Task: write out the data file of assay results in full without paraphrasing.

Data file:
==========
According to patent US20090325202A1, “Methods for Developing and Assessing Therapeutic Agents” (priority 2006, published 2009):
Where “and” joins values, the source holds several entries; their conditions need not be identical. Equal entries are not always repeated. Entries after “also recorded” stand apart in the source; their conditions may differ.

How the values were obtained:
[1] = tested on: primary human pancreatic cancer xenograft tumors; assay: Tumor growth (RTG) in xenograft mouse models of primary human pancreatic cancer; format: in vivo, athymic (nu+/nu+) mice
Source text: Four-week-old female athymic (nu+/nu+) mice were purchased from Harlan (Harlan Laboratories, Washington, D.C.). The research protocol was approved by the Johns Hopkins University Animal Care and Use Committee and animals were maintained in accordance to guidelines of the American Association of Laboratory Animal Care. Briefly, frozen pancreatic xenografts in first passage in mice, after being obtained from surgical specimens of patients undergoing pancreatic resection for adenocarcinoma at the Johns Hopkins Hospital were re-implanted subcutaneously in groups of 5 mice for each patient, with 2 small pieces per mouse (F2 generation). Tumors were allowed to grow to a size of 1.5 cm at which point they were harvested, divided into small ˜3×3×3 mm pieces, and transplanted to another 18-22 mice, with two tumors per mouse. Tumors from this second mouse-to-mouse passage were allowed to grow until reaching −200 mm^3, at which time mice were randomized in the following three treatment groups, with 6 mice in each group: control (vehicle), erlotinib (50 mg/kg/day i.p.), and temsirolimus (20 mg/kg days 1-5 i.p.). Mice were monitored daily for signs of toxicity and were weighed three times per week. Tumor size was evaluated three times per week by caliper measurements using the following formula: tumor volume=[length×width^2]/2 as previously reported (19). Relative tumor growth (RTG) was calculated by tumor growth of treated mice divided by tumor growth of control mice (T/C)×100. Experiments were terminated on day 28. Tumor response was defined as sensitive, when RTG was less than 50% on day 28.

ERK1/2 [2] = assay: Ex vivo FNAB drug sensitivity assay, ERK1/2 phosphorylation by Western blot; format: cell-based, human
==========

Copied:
According to patent US20090325202A1, “Methods for Developing and Assessing Therapeutic Agents” (priority 2006, published 2009):
Where “and” joins values, the source holds several entries; their conditions need not be identical. Equal entries are not always repeated. Entries after “also recorded” stand apart in the source; their conditions may differ.

How the values were obtained:
[1] = tested on: primary human pancreatic cancer xenograft tumors; assay: Tumor growth (RTG) in xenograft mouse models of primary human pancreatic cancer; format: in vivo, athymic (nu+/nu+) mice
Source text: Four-week-old female athymic (nu+/nu+) mice were purchased from Harlan (Harlan Laboratories, Washington, D.C.). The research protocol was approved by the Johns Hopkins University Animal Care and Use Committee and animals were maintained in accordance to guidelines of the American Association of Laboratory Animal Care. Briefly, frozen pancreatic xenografts in first passage in mice, after being obtained from surgical specimens of patients undergoing pancreatic resection for adenocarcinoma at the Johns Hopkins Hospital were re-implanted subcutaneously in groups of 5 mice for each patient, with 2 small pieces per mouse (F2 generation). Tumors were allowed to grow to a size of 1.5 cm at which point they were harvested, divided into small ˜3×3×3 mm pieces, and transplanted to another 18-22 mice, with two tumors per mouse. Tumors from this second mouse-to-mouse passage were allowed to grow until reaching −200 mm^3, at which time mice were randomized in the following three treatment groups, with 6 mice in each group: control (vehicle), erlotinib (50 mg/kg/day i.p.), and temsirolimus (20 mg/kg days 1-5 i.p.). Mice were monitored daily for signs of toxicity and were weighed three times per week. Tumor size was evaluated three times per week by caliper measurements using the following formula: tumor volume=[length×width^2]/2 as previously reported (19). Relative tumor growth (RTG) was calculated by tumor growth of treated mice divided by tumor growth of control mice (T/C)×100. Experiments were terminated on day 28. Tumor response was defined as sensitive, when RTG was less than 50% on day 28.

ERK1/2 [2] = assay: Ex vivo FNAB drug sensitivity assay, ERK1/2 phosphorylation by Western blot; format: cell-based, human